plea of guilty unless the victim requests otherwise. This hearing shall be
in Superior Court. A permanent restraining order may grant the following
(1) An order restraining the
defendant from entering the residence, property, school, or place of
employment of the victim and requiring the defendant to stay away from any
specified place that is named in the order and is frequented regularly by the
(2) An order restraining the
defendant from making contact with the victim, including an order forbidding
the defendant from personally or through an agent initiating any communication
likely to cause annoyance or alarm including, but not limited to, personal,
written, or telephone contact, or contact via electronic device, with the
victim, the victim's employers, employees, or fellow workers, or others with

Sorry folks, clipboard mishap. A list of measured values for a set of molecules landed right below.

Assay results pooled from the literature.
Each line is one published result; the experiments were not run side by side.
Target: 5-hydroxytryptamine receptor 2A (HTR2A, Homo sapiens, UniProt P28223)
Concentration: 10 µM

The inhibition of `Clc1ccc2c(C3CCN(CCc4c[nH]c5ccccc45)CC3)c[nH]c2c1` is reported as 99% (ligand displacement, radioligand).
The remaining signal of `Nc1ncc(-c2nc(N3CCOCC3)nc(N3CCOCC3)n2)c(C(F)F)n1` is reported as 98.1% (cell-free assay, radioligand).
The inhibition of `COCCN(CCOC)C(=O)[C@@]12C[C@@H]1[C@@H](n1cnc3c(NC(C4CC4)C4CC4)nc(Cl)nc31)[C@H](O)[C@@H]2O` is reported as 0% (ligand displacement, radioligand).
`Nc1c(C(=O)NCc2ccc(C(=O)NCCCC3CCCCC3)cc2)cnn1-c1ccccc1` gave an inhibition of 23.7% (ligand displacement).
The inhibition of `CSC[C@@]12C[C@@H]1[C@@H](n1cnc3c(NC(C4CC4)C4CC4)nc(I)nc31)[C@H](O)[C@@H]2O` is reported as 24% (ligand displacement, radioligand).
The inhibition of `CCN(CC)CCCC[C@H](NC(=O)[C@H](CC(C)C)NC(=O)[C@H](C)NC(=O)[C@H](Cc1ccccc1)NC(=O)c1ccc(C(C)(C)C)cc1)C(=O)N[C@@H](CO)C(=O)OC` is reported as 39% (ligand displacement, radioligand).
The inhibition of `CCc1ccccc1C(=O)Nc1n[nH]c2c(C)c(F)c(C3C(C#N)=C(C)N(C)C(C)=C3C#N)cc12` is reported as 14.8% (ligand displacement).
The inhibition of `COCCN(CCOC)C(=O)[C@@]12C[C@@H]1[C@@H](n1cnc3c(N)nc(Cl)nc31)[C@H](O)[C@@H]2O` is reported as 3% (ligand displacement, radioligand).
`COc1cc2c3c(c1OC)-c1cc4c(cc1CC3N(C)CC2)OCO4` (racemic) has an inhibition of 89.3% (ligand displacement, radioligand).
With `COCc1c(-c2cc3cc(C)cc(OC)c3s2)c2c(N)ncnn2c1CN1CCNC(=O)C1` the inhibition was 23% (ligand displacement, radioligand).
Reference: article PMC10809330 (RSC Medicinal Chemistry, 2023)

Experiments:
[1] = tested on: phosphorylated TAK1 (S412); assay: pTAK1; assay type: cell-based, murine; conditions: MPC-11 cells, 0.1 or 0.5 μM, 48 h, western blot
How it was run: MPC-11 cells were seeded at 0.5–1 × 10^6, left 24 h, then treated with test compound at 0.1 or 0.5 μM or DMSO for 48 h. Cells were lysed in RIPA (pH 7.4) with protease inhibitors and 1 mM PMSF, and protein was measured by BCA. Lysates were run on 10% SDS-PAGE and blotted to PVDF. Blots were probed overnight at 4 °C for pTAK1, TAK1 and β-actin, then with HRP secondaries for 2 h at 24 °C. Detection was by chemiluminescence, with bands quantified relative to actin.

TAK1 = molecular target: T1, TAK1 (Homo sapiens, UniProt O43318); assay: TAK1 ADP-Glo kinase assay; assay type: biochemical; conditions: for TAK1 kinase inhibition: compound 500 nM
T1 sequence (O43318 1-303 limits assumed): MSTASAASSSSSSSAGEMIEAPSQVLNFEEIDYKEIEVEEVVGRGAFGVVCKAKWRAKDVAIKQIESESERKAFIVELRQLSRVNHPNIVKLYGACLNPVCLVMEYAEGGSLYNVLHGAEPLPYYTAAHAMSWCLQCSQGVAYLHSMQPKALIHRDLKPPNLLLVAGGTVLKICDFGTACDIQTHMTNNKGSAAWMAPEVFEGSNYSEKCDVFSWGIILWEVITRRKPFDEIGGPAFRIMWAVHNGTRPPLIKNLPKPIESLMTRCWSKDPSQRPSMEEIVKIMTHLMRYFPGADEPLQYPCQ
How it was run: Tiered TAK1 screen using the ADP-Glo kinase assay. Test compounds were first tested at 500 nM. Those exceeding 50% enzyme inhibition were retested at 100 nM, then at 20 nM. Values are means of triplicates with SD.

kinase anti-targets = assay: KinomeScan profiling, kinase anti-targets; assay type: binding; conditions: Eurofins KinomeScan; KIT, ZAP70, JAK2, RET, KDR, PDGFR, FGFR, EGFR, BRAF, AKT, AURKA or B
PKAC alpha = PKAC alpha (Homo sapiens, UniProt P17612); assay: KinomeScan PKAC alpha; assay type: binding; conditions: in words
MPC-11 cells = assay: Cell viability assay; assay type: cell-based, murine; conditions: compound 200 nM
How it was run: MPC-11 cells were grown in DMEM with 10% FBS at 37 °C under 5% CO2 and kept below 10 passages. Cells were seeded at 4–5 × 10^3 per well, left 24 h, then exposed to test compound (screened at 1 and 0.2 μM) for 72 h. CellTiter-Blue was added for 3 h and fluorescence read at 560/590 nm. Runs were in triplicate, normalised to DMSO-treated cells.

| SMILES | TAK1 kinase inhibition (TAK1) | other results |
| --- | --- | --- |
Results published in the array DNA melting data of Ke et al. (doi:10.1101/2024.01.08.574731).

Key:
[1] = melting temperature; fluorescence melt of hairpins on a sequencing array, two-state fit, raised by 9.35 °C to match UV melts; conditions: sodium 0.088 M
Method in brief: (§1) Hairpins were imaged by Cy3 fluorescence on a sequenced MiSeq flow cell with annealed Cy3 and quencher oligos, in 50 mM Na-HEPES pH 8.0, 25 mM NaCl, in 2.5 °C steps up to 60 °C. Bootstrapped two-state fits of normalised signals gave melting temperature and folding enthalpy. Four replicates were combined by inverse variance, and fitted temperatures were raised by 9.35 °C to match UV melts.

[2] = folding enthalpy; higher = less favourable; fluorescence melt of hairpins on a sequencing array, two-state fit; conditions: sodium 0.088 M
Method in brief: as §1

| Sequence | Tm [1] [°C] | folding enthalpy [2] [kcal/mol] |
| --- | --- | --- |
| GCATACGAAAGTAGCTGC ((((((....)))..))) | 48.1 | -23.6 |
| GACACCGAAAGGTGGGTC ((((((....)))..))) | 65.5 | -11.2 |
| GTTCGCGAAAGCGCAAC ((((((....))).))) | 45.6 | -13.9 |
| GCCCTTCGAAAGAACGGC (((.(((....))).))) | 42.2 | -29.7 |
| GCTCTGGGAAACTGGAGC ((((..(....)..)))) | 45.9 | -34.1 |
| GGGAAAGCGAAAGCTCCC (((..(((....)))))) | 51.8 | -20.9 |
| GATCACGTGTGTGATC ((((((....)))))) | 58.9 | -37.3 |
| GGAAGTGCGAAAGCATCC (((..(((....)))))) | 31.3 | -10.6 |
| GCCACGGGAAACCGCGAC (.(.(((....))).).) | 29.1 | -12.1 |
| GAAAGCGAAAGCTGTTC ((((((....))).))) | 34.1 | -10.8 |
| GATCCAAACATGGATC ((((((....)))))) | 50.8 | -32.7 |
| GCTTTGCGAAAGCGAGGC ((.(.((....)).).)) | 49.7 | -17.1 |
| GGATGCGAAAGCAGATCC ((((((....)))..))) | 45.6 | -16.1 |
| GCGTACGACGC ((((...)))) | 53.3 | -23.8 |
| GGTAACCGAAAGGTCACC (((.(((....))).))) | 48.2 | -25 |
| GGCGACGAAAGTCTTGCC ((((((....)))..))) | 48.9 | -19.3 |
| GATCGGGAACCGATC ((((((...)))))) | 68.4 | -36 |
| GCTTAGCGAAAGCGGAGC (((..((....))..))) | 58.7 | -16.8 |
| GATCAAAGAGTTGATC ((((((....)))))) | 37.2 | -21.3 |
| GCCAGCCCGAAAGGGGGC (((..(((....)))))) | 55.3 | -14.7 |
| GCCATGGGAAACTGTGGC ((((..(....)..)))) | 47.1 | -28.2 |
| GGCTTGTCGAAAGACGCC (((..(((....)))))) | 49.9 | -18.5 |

whom communication would be likely to cause annoyance or alarm to the victim.
As used in this paragraph, "communication" shall have the same meaning as
defined in subsection q. of N.J.S.2C:1-14.
c. The permanent restraining
order entered by the court subsequent to a conviction for stalking as
provided in this act may be dissolved upon the application of the stalking
victim to the court which granted the order.
d. Notice of permanent
restraining orders issued pursuant to this act shall be sent by the clerk of
the court or other person designated by the court to the appropriate chiefs
of police, members of the State Police and any other appropriate law
enforcement agency or court.
e. Any permanent restraining
order issued pursuant to this act shall be in effect throughout the State,
and shall be enforced by all law enforcement
f. A violation by the defendant